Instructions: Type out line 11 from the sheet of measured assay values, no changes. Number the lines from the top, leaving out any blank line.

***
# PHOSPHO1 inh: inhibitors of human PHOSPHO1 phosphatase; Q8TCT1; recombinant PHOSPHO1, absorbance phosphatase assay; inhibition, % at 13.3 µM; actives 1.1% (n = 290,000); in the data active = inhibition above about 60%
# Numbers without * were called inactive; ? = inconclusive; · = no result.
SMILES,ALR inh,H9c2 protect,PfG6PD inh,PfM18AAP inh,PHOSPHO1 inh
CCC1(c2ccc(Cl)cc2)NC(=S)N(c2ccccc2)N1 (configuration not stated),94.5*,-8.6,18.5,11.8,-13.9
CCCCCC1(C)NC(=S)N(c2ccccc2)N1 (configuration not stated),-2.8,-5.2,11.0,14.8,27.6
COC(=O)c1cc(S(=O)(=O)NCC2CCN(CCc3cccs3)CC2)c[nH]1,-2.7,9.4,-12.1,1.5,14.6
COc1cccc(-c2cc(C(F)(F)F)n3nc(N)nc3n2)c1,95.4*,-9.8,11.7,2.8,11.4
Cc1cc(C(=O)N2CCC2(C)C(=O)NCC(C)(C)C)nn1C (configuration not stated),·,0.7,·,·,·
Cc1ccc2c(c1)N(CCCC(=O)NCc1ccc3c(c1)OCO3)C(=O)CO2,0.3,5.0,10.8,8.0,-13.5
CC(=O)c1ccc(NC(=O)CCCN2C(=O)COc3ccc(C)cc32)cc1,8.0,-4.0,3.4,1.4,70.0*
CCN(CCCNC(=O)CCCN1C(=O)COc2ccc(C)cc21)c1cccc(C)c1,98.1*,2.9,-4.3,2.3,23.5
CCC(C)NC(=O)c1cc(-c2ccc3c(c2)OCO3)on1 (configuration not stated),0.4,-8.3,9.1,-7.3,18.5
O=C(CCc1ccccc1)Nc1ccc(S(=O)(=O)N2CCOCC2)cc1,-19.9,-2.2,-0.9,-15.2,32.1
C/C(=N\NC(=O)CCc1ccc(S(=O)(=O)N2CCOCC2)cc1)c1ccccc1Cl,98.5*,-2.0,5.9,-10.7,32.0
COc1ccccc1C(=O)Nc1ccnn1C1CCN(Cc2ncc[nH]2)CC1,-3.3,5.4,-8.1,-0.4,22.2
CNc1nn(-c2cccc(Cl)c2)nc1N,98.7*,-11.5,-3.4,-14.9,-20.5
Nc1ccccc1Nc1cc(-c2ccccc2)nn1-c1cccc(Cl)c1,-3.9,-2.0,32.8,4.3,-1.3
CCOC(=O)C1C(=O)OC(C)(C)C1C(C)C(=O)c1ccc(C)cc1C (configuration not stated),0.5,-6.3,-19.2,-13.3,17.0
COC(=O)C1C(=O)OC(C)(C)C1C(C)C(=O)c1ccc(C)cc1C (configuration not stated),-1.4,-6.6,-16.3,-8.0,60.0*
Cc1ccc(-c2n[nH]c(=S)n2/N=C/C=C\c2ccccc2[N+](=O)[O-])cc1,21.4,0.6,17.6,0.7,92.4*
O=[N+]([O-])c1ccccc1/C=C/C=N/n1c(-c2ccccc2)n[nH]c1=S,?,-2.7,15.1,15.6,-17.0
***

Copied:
CCN(CCCNC(=O)CCCN1C(=O)COc2ccc(C)cc21)c1cccc(C)c1,98.1*,2.9,-4.3,2.3,23.5